St Patrick’s Day in Kent

The long-awaited German offensive on the Western Front began against the Low Countries in the early summer of 1940, and as part of the precautions the 1st London Division was moved at short notice to Kent. The 1st Battalion of the London Irish was established between Faversham and Whitstable, with battalion headquarters at Nash Court, Boughton Street.

From Bognor came L Company, which had been built up from young Militia men of the twenty-two age-group; they had undergone eight weeks of intensive training under Captain Dunseath and 2nd Lieutenant Furness. The company was a very welcome addition to the battalion throughout which they were distributed, and their coming brought it once more to full strength.

In a week the situation in France gravely declined, and the 1st London Infantry Brigade was ordered to take over at once the de- fence of the Isle of Thanet. It had been reported that parachutists were likely to land, hence the haste. With battalion headquarters at St. Nicholas-at-Wade, the London Irish spent the first night in Thanet on guard. Roadblocks were set up, and at five o’clock the next morning a stand-to was ordered as enemy parachutists had been reported in Blean Woods. It was a false alarm. All roads to the coast were blocked, and no one was allowed to pass with- out a scrutiny of their identity papers.

The tactical situation in Thanet was one of great concern to those whose task it was to prepare for what might happen. The forty miles of coastline were undefended, or almost so. The hinterland was an enormous aerodrome, part of which was occupied by Manston. The area was eminently suitable for mass landings by enemy gliders and parachutists.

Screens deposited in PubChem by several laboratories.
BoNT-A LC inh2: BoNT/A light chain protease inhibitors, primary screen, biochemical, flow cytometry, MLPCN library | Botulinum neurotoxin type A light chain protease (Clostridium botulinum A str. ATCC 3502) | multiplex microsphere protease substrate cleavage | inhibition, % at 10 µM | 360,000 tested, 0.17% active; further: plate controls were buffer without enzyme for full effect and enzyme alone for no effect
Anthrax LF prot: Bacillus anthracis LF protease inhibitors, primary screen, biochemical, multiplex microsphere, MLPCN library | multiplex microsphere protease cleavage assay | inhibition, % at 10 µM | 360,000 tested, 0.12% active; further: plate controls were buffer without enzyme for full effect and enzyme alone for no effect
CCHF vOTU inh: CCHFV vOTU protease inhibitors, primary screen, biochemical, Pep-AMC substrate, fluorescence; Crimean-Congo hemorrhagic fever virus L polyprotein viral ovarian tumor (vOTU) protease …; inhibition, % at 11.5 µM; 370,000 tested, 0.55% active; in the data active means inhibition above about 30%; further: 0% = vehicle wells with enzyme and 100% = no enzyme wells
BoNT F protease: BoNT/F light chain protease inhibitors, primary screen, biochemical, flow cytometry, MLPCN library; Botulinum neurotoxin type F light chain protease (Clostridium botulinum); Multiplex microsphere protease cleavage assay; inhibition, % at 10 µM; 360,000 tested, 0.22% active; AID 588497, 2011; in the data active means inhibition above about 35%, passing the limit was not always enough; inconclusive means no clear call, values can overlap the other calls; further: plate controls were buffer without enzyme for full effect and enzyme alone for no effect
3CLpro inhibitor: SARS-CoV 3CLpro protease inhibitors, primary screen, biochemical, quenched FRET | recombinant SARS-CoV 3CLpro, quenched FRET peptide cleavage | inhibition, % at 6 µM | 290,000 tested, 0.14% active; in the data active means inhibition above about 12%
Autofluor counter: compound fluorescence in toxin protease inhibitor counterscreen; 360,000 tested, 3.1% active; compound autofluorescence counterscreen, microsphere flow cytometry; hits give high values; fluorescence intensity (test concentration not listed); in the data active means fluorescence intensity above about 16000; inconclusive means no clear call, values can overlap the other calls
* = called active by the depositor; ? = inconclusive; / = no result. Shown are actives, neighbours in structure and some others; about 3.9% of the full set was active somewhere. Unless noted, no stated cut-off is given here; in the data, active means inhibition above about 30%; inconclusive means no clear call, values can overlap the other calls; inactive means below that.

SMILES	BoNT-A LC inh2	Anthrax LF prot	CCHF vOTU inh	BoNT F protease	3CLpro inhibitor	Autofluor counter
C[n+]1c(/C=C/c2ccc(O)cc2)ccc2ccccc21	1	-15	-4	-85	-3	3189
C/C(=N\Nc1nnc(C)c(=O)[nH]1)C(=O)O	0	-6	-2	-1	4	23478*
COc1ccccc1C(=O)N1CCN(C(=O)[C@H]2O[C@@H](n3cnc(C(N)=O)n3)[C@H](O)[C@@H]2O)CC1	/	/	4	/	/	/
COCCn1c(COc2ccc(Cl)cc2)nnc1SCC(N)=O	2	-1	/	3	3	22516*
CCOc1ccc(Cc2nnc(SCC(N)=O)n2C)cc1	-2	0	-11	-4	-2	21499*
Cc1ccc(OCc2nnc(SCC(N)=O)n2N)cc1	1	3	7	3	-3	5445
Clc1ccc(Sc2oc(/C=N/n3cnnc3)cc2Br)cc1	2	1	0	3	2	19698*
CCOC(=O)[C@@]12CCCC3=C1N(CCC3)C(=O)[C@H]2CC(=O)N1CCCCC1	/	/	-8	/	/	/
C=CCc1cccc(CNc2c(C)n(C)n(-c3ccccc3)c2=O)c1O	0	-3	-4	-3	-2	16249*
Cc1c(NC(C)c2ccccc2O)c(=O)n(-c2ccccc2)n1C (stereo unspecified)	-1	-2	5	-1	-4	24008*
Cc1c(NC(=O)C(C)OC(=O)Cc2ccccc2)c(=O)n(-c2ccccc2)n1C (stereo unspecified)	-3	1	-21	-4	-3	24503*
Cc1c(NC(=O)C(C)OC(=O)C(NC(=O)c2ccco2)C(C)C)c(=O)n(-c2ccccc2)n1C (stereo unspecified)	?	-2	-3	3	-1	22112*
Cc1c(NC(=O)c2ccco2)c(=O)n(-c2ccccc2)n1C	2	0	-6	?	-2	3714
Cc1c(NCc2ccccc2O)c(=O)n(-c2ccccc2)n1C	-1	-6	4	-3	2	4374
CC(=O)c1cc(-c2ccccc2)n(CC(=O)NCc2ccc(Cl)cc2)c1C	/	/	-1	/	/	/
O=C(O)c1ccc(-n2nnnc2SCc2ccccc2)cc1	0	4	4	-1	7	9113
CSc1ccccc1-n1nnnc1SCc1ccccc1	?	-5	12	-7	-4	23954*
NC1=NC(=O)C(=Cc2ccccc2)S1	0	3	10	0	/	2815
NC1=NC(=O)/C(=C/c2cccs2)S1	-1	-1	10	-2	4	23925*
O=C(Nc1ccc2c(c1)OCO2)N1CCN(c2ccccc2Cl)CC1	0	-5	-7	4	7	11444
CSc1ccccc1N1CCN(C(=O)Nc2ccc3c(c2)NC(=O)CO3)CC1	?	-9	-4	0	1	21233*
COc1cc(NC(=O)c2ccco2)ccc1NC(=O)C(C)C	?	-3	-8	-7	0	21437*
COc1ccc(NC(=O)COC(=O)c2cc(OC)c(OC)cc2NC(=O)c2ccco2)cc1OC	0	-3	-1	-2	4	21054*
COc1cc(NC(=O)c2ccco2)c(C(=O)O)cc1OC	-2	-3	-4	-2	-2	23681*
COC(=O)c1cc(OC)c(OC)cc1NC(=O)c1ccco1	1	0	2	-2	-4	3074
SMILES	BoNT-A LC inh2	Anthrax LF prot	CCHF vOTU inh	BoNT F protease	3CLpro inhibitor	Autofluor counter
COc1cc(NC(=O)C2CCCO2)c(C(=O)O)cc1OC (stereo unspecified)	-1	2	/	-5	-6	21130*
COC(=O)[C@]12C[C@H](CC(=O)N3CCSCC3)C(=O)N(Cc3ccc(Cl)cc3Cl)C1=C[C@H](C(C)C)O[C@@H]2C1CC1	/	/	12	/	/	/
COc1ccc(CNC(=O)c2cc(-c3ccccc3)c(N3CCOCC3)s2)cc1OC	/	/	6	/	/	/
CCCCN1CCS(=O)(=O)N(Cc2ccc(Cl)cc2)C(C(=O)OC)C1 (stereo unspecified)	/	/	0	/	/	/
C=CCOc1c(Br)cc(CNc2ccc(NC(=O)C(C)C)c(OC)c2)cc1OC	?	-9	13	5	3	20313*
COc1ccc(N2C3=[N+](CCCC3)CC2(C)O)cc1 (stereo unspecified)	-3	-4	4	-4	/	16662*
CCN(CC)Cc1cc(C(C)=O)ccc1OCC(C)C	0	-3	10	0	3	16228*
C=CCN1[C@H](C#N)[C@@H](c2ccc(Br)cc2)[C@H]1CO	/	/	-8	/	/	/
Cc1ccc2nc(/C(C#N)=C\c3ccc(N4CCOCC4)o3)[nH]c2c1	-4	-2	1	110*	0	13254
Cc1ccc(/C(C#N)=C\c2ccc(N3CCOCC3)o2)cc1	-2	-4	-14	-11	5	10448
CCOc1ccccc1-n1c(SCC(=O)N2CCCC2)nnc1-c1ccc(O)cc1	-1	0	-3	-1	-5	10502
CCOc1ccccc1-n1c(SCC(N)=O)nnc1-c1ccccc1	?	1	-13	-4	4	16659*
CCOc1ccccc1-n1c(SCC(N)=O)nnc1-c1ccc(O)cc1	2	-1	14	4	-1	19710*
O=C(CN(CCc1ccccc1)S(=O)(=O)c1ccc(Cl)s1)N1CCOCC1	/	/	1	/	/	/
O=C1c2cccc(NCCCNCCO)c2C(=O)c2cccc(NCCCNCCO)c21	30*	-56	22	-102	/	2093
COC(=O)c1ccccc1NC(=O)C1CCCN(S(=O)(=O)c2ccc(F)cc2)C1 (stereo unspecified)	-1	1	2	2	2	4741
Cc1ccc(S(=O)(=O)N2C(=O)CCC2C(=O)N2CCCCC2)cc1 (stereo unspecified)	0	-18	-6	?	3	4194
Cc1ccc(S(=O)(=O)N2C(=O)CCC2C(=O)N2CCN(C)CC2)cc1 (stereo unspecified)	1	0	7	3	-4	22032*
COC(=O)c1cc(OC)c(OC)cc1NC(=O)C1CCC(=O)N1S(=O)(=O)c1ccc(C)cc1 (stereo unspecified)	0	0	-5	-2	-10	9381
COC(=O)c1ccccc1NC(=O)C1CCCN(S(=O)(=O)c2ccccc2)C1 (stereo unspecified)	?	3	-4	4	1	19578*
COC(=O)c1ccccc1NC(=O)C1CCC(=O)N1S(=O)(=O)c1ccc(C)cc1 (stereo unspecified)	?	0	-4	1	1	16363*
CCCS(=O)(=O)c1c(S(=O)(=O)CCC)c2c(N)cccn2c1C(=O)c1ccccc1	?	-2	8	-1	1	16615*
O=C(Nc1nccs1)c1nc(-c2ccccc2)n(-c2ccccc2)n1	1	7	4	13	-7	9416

Lieut-Colonel Macnamara appreciated that it was impossible to defend the long coast with the available troops, so it was watched constantly by patrols. The rifle companies were scattered over the countryside in platoon positions, with B Company on Manston Aerodrome. A mobile counter-attack force consisted of the Carrier Platoon, augmented’ by carriers of the 9th Battalion Royal Fusiliers and several armoured cars, the whole under the command of Captain Irwin.

Although a linear defence was planned by High Command, Lieut.-Colonel Macnamara adopted in Thanet a system of self- contained all round positions. They had a double task, first to deal with and repel air landings, and secondly to delay any enemy advance along the axis of the roads. The order was to fight to the last man and the last round.